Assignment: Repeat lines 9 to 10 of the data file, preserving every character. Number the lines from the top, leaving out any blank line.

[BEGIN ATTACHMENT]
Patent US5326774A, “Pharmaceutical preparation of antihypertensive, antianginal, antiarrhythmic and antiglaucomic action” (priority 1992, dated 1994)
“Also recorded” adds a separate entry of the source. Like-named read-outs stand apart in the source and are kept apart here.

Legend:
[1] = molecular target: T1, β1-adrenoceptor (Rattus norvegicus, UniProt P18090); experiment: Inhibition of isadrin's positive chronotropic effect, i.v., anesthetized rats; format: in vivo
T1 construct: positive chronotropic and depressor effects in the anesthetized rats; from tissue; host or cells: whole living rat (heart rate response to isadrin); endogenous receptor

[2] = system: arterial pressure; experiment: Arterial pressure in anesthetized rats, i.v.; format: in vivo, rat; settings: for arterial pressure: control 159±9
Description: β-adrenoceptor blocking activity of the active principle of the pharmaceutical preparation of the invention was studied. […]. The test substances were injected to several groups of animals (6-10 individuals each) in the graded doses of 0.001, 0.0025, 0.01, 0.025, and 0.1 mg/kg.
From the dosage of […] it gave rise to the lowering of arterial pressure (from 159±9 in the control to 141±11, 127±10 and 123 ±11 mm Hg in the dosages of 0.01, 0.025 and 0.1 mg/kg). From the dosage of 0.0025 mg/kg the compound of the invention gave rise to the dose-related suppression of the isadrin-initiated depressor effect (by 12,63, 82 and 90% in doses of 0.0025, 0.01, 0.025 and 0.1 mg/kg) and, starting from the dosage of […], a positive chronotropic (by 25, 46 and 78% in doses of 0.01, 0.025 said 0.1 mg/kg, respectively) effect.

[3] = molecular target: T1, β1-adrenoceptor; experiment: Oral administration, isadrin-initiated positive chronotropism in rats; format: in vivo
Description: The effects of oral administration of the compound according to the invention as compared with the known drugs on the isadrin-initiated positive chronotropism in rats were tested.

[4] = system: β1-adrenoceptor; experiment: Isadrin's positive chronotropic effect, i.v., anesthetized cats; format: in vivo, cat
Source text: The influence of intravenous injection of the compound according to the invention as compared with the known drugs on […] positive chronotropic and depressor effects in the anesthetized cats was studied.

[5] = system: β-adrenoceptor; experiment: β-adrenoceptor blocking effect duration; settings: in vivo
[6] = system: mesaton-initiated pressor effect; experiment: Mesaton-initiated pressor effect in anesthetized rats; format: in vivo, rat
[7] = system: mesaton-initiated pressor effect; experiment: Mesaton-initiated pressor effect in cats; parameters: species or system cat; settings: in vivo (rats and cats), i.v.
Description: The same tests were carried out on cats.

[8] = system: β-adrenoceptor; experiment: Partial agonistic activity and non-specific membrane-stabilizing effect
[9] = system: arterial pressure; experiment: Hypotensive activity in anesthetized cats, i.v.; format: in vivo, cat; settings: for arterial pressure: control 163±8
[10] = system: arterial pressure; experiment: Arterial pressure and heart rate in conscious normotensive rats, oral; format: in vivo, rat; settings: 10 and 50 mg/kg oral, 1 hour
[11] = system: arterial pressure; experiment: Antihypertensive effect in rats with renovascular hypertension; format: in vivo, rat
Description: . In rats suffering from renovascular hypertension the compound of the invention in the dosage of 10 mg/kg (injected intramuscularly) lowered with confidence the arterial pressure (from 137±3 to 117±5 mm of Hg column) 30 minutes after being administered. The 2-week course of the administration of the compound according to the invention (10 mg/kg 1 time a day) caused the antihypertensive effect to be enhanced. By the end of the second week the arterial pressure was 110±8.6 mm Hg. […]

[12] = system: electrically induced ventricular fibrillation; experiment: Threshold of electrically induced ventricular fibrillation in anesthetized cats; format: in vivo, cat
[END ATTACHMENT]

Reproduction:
[3] = molecular target: T1, β1-adrenoceptor; experiment: Oral administration, isadrin-initiated positive chronotropism in rats; format: in vivo
Description: The effects of oral administration of the compound according to the invention as compared with the known drugs on the isadrin-initiated positive chronotropism in rats were tested.